If it had been incumbent upon the, bank to prove that the lady had had independent advice, their Lordships would have had the greatest difficulty in coming to the conclusion that the bank had discharged the onus. Independent advice to be of any value must be given before the transaction, for the question is as to the will of the party at the time of entering into the disputed transaction. Advice given after the event when the supposed contracting party is already bound is given under entirely different circumstances, with a different position presented to the minds both of the advisor and his client. It is unnecessary however to emphasize this point, for their Lordships are not able to take the view that the transaction was one in respect of which there was an onus upon the bank to prove that plaintiff had independent advice. The view taken by the Court of appeal that a wife does not fall within the class of "protected" persons in respect of whom in certain relationships there is a presumption of undue influence, is clearly right, and is supported by the authorities cited in their judgment. It may be true that in some cases it is easy for the wife to discharge the onus which lies on her as on everyone else outside the protected class to show that a particular contract was, in fact, procured by the undue influence of her husband. Such a case ought to be pleaded with full particulars. The pleadings in this case are in this respect defective, though the issue was apparently admitted without demur by the opposing party. But in their Lordships' view, the evidence falls far short of proof of undue influence by the husband. The plaintiff obviously possessed and exercised a will of her own. She was able generally to appreciate business conditions; and it is impossible to draw the inference that in the transactions in question her will was overborne by the stronger will of her husband.

But their Lordships have come to the conclusion that the contract cannot be allowed to stand for another reason. A contract of guarantee, like any other contract, is liable to be avoided if induced by material misrepresentation of an existing fact, even if made innocently. In this case it is unnecessary to decide whether contracts of guarantee belong to the special class, where even at common law, such an innocent misrepresentation would afford a defence to an action on the contract. The evidence conclusively establishes a misrepresentation by the Bank that the plaintiff's shares were still bound to the Bank with the necessary inference, whether expressed or not, and their Lordships accept the plaintiff's evidence that it was expressed, that the shares were already lost, and that the guarantee of the new company offered the only means of salving them. It does not seam to admit of doubt that such a representation made as to the plaintiff's private rights and depending upon transactions in bankruptcy, of the full nature of which she had not been informed was a misrepresentation of fact. That it was material is beyond discussion. It consequently follows that the plaintiff was at all times, on ascertaining the true position, entitled to avoid the contract and recover her securities. There were subsequent renewals of the guarantee before the plaintiff was advised of the true facts, but counsel for the Bank very properly conceded that they would be in the same position as the original guarantee.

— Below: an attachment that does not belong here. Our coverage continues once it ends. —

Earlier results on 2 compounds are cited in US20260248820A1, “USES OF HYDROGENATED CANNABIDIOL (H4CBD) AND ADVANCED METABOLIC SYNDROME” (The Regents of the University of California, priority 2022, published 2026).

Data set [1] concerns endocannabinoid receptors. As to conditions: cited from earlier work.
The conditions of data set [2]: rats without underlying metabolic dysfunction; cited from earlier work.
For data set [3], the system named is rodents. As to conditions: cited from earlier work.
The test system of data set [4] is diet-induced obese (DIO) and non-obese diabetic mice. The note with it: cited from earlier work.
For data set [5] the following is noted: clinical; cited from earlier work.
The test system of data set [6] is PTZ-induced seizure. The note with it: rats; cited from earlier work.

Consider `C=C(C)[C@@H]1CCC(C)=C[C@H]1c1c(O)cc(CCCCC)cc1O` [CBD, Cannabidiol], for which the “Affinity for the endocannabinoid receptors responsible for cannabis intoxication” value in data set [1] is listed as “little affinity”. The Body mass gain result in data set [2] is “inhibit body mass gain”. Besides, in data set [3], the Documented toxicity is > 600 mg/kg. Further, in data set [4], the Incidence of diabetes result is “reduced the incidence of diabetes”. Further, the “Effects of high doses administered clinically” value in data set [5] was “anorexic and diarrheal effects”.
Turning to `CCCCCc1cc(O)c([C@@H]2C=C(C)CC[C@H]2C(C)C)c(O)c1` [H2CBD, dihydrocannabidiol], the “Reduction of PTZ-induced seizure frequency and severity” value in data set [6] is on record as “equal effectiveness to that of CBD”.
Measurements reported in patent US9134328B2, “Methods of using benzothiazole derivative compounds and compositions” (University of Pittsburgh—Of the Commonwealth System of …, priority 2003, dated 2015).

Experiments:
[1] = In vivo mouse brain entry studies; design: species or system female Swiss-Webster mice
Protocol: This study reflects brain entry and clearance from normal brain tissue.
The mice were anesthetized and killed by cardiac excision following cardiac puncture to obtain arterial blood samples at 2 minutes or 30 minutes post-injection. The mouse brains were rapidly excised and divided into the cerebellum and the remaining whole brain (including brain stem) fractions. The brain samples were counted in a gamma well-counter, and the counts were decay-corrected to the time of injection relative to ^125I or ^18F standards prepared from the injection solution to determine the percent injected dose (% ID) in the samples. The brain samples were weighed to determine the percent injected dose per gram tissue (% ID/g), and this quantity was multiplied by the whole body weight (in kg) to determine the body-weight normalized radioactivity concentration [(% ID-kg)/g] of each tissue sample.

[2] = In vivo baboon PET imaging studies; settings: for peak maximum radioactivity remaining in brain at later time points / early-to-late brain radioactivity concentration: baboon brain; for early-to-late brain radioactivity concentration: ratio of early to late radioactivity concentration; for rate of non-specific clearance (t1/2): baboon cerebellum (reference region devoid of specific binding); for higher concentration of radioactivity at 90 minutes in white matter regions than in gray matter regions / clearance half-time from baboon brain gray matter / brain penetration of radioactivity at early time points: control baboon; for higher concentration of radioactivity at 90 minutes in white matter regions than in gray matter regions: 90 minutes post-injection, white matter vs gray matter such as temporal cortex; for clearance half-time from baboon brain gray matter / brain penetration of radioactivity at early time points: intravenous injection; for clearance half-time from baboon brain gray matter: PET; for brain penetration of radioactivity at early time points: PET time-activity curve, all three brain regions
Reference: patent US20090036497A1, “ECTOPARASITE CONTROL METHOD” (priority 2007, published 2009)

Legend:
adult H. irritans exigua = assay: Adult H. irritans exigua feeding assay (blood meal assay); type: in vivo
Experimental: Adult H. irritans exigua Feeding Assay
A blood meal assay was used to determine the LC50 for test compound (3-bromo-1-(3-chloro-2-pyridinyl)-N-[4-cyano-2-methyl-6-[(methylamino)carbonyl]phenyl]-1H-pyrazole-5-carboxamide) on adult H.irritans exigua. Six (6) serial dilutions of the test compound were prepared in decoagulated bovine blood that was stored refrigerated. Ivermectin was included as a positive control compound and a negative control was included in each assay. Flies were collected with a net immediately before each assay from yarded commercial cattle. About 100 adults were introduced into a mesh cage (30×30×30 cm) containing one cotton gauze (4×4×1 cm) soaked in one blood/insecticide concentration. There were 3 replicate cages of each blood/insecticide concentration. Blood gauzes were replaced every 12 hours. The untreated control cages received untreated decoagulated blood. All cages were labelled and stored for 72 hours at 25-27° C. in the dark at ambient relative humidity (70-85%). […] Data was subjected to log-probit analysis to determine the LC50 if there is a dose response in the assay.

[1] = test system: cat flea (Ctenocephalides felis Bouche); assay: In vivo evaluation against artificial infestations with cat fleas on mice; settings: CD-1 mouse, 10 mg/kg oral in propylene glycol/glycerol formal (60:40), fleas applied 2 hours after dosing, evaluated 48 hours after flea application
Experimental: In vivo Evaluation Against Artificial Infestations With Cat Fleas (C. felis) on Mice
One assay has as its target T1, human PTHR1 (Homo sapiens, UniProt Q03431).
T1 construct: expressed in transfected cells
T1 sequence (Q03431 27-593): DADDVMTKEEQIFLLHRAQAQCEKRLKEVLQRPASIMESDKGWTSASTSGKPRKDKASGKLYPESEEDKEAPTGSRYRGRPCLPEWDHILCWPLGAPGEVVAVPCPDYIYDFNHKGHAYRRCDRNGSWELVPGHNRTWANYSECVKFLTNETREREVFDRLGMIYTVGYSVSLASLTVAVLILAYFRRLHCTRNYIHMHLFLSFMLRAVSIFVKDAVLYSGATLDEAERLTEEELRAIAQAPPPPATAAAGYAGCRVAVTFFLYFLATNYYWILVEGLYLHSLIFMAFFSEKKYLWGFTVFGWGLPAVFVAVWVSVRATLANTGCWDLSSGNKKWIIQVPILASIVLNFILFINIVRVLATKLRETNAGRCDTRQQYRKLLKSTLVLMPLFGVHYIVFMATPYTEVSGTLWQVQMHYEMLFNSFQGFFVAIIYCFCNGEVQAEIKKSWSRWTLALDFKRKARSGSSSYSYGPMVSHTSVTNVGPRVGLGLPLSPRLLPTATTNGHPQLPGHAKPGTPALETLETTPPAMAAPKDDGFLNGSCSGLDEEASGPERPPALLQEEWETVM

There is no difficulty as to restitution in integrum. The mere fact that the party making the representation has treated the contract as binding, and has acted on it, does not preclude relief. Nor can it be said that the plaintiff received anything under the contract which she is unable to restore. In the result therefore the plaintiff is entitled to succeed. Since the hypothecation, the original shares deposited with the Bank have been converted into 294 shares in the Borden Company Incorporated, to which it is agreed the plaintiff's rights have attached. Up to a particular date the Bank credited the plaintiff with the dividend on the shares. After that date they applied the dividends in reduction of the company's debt. From that date the plaintiff is entitled to the amount of those dividends. The sum will no doubt be agreed, but in case of dispute there should be an inquiry as to the amount. The appeal should be allowed; the judgment of the Appellate Division, dated 23rd June 1932, should be set aside, and the order of McEvoy, J., dated 21st September 1931, should be restored, with the addition of an order to pay to the plaintiff the dividends on the shares from the ascertained date. Their Lordships will humbly advise His Majesty accordingly. The defendants must pay the costs of the appeal to the Appellate Division, and such costs of the appeal to His Majesty in Council as are appropriate in an appeal in forma pauperis.

Order accordingly.